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How To Install Sails.js Framework on Ubuntu 22.04 LTS

Install Sails.js Framework on Ubuntu 22.04

In this tutorial, we will show you how to install Sails.js Framework on Ubuntu 22.04 LTS. For those of you who didn’t know, Sails.js is an MVC framework for Node.js similar to Ruby on Rails. It enables developers to rapidly assemble REST APIs, single-page apps, and many more. Sails.js is a flawless JavaScript solution that underpins varied front-end technologies and multiple databases concurrently.

This article assumes you have at least basic knowledge of Linux, know how to use the shell, and most importantly, you host your site on your own VPS. The installation is quite simple and assumes you are running in the root account, if not you may need to add ‘sudo‘ to the commands to get root privileges. I will show you the step-by-step installation of the Sails.js Framework on Ubuntu 22.04 (Jammy Jellyfish). You can follow the same instructions for Ubuntu 22.04 and any other Debian-based distribution like Linux Mint, Elementary OS, Pop!_OS, and more as well.


  • A server running one of the following operating systems: Ubuntu 22.04, 20.04, and any other Debian-based distribution like Linux Mint.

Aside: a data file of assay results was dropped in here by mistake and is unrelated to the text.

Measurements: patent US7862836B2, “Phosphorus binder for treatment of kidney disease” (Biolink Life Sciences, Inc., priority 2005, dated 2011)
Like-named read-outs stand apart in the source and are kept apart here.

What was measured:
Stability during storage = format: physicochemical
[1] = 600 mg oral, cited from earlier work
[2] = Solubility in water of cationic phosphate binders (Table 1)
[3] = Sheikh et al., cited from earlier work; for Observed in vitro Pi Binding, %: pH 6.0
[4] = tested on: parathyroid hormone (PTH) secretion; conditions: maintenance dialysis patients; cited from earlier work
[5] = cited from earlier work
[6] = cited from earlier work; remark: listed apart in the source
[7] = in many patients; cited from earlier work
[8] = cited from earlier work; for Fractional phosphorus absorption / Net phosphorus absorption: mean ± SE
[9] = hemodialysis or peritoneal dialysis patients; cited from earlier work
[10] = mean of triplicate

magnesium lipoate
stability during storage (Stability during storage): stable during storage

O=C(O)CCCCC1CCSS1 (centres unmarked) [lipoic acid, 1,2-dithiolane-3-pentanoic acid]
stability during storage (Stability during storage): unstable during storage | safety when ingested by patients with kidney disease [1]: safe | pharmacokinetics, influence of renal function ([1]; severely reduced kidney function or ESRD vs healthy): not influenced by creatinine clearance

• It’s recommended that you use a fresh OS install to prevent any potential issues.
  • SSH access to the server (or just open Terminal if you’re on a desktop).
  • A non-root sudo user or access to the root user. We recommend acting as a non-root sudo user, however, as you can harm your system if you’re not careful when acting as the root.

Install Sails.js Framework on Ubuntu 22.04 LTS Jammy Jellyfish

Step 1. First, make sure that all your system packages are up-to-date by running the following apt commands in the terminal.

sudo apt update
sudo apt upgrade
sudo apt install wget apt-transport-https gnupg2

Step 2. Installing Node.js on Ubuntu 22.04.

  • Install Node.js from NodeSource Repository.

By default, Node.js is not available on Ubuntu 22.04 base repository. Now run the following command below to add the NodeSource repository to your Ubuntu system:

wget -qO- https://deb.nodesource.com/setup_16.x | sudo -E bash

After adding the NodeSource repository to your system, install the Node.js using the Apt package manager:

sudo apt install nodejs
  • Install Node.js using NVM.

Now use the bash script to install NVM on your Ubuntu system:

wget -qO- https://raw.githubusercontent.com/nvm-sh/nvm/v0.39.1/install.sh | bash

Next, close and reopen your terminal or run the following command to load the nvm to your current session:

source $HOME/.bashrc

Using NVM, you can check which versions of Node.js are currently available:

nvm install --lts
nvm install node

Confirm the latest LTS version has been installed and run the command:

node -v